Civil engineering faculty to present during Transportation Research Board meeting

01/05/2018

UNIVERSITY PARK, Pa. – Two Penn State faculty members, affiliated with the Thomas D. Larson Pennsylvania Transportation Institute (LTI), have been invited to present research posters during the 97th Transportation Research Board (TRB) Annual Meeting. The annual meeting will be held January 7­–11, in Washington, D.C.

Eric Donnell, LTI director and professor of civil and environmental engineering, is scheduled to present "Speed Limits Set Lower Than Engineering Recommendations." Sponsored by the Montana Department of Transportation and conducted in cooperation with the U.S. Department of Transportation, Federal Highway Administration, the study illustrated by the poster examines the operational and safety impacts of setting speed limits lower than engineering recommended values. The project is one of 16 included in the “High-Value Research Maintenance and Safety Projects” session, as recognized by the 2017 American Association of State Highway and Transportation Officials’ Research Advisory Committee. The before-after study, led by Donnell, along with Vikash Gayah, Zhengyao Yu, Lingyu Li and Anthony DePrator, examined multiple combinations and scenarios involving speed limits and compliance with posted limits. Among the results published in the August 2016 report, the LTI researchers found that there is a statistically significant reduction in the total and fatal injury crashes at sites with engineering speed limits set five miles per hour lower than engineering recommendations. The study also found that drivers tended to more closely follow the posted speed limit, when it was set only five miles per hour lower than the engineering recommendation. However, according to the study, when the posted speed limit is set 15 to 25 miles per hour lower than the engineering recommended limit, there appears to be a low level of compliance. To view the full report, visit mdt.mt.gov

Aleksandra Radlińska, assistant professor of civil and environmental engineering, is scheduled to present "Bridge Deck Cracking: Effects on In-Service Performance, Prevention, and Remediation," as part of the “Sweet Sixteen” poster session. Sponsored by the Pennsylvania Department of Transportation (PennDOT), the project identifies causes of early-age bridge deck cracking and most cost-effective remediation practices to extend the life of concrete bridge decks. The study also assesses the effect of cracks on the long-term durability and performance of concrete bridge decks and provides recommendations for effective mitigation of early-age cracking. Radlińska, along with Gordon Warn, Farshad Rajabipour, Dennis Morian, Shervin Jahangirnejad, Travis Hopper and Amir Manafpour, looked in depth at causes of early-age cracking shrinkage, including concrete material properties, construction methods and structural design factors and developed performance data base to track information about the bridge decks over time. To help reduce the risk of early-age cracking, key recommendations made by the team include limiting total cementitious materials (CM) content to a maximum of 620 pounds per cubic yard, making the top mat the longitudinal bars, staggering transverse and longitudinal bars vertically to eliminate weak planes in the deck where cracks could form, proper and timely water curing, aggregate optimization to minimize the cement paste content, increasing cover thickness to 2.5 or 3 inches, limiting water-to-cement ratio of 0.45 and limiting slump to 5 inches. To view the full report, visit dot7.state.pa.us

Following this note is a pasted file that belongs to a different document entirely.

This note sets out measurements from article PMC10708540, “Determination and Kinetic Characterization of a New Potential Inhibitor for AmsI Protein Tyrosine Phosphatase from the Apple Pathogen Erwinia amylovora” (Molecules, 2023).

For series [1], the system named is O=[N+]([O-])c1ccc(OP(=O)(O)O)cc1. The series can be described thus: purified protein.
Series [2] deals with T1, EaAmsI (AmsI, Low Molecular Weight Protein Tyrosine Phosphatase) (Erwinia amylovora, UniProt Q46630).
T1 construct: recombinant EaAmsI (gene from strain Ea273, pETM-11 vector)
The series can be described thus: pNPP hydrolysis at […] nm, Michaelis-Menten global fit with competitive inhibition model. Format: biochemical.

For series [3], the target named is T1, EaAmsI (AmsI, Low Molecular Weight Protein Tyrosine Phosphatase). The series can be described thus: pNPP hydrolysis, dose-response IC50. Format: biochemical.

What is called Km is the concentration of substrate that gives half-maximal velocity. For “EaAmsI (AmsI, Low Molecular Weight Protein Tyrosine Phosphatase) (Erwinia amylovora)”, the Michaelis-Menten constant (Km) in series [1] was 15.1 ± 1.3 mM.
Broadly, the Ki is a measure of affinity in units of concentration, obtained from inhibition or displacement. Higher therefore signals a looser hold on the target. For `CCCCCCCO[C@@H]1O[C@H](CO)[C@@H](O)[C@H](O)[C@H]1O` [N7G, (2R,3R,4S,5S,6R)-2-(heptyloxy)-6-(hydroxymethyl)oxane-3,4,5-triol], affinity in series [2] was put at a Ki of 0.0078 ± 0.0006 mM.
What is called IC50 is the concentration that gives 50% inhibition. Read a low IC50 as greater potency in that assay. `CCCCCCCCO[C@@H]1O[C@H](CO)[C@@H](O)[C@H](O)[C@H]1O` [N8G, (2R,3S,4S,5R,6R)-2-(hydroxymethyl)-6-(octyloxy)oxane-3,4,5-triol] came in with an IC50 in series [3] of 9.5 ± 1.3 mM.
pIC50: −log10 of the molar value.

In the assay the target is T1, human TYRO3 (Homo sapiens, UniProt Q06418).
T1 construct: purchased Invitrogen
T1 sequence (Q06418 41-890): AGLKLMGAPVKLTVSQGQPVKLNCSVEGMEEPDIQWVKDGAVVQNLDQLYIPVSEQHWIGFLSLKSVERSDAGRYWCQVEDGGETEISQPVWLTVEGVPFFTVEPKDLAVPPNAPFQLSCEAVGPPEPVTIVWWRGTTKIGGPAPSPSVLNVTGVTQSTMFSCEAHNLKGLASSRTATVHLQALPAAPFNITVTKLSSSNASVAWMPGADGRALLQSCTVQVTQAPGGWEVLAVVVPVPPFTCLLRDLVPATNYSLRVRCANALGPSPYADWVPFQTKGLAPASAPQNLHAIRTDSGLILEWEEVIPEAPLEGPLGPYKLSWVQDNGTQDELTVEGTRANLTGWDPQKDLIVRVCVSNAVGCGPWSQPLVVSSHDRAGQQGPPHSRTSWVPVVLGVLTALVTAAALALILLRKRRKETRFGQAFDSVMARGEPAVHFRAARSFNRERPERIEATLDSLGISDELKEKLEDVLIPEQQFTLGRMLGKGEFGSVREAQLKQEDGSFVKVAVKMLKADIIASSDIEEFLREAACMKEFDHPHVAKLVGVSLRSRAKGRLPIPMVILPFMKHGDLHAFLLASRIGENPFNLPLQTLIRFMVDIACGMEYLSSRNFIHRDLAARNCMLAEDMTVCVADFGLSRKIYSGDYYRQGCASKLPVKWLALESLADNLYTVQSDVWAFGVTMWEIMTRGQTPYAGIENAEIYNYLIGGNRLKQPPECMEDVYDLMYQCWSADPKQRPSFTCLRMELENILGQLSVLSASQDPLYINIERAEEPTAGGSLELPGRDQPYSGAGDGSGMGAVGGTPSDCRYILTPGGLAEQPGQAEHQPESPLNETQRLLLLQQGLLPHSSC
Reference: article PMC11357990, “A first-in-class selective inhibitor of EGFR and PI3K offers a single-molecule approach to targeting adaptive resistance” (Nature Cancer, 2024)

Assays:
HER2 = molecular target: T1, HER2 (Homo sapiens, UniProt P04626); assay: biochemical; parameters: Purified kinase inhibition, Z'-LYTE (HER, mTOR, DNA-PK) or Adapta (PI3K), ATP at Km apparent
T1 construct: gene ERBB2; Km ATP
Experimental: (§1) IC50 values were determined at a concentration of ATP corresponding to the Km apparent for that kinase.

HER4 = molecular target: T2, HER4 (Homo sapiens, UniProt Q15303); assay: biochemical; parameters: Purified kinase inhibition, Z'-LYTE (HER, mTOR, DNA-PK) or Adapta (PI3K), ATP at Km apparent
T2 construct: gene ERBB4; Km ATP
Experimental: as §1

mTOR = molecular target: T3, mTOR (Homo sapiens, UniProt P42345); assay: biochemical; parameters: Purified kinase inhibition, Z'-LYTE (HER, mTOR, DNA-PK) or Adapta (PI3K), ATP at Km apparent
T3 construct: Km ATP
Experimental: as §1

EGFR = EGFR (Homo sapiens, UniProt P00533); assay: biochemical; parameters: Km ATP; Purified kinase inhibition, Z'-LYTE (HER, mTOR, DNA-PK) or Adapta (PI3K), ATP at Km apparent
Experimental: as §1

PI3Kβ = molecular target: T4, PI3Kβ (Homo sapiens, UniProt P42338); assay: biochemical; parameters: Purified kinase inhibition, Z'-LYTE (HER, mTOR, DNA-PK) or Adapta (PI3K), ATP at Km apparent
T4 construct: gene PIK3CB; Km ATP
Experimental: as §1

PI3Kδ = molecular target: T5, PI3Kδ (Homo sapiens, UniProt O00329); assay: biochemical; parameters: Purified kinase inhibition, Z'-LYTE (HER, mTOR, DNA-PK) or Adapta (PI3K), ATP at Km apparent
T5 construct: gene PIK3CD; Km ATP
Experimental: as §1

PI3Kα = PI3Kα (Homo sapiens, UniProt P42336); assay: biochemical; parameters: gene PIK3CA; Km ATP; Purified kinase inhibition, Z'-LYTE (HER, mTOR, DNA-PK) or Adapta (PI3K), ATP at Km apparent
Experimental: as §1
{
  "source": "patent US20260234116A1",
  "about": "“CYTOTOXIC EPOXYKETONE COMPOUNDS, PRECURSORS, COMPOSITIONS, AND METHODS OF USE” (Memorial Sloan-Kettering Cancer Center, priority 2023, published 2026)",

To be held at the Walter E. Washington Convention Center, the TRB Annual Meeting will cover all transportation issues, with 5,000 presentations in nearly 800 sessions. A number of sessions and workshops will focus on the meeting’s spotlight theme, Transportation: Moving the Economy of the Future. The meeting is expected to attract more than 13,000 transportation professionals from around the world. 

The Thomas D. Larson Pennsylvania Transportation Institute is Penn State’s transportation research center. Since its founding in 1968, the Larson Institute has maintained a threefold mission of research, education and service. The institute brings together top faculty, world-class facilities and enterprising students from across the University in partnership with public and private stakeholders to address critical transportation-related problems.

 

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MEDIA CONTACT:

Danica Laub

dal185@psu.edu

(814) 863-7925

headshot of Eric Donnell

Eric Donnell, LTI director and professor of civil and environmental engineering, is scheduled to present "Speed Limits Set Lower Than Engineering Recommendations," as part of the “High-Value Research Maintenance and Safety Projects” session.

headshot of Aleksandra Radlinska

Aleksandra Radlińska, assistant professor of civil and environmental engineering, is scheduled to present "Bridge Deck Cracking: Effects on In-Service Performance, Prevention, and Remediation," as part of the “Sweet Sixteen” poster session.

 
 

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The Thomas D. Larson Pennsylvania Transportation Institute is Penn State’s transportation research center. Since its founding in 1968, the Larson Institute has maintained a threefold mission of research, education, and service. The Institute brings together top faculty, world-class facilities and enterprising students from across the University in partnership with public and private stakeholders to address critical transportation-related problems.

Thomas D. Larson Pennsylvania Transportation Institute

201 Transportation Research Building

The Pennsylvania State University

University Park, PA 16802-4710

Phone: 814-865-1891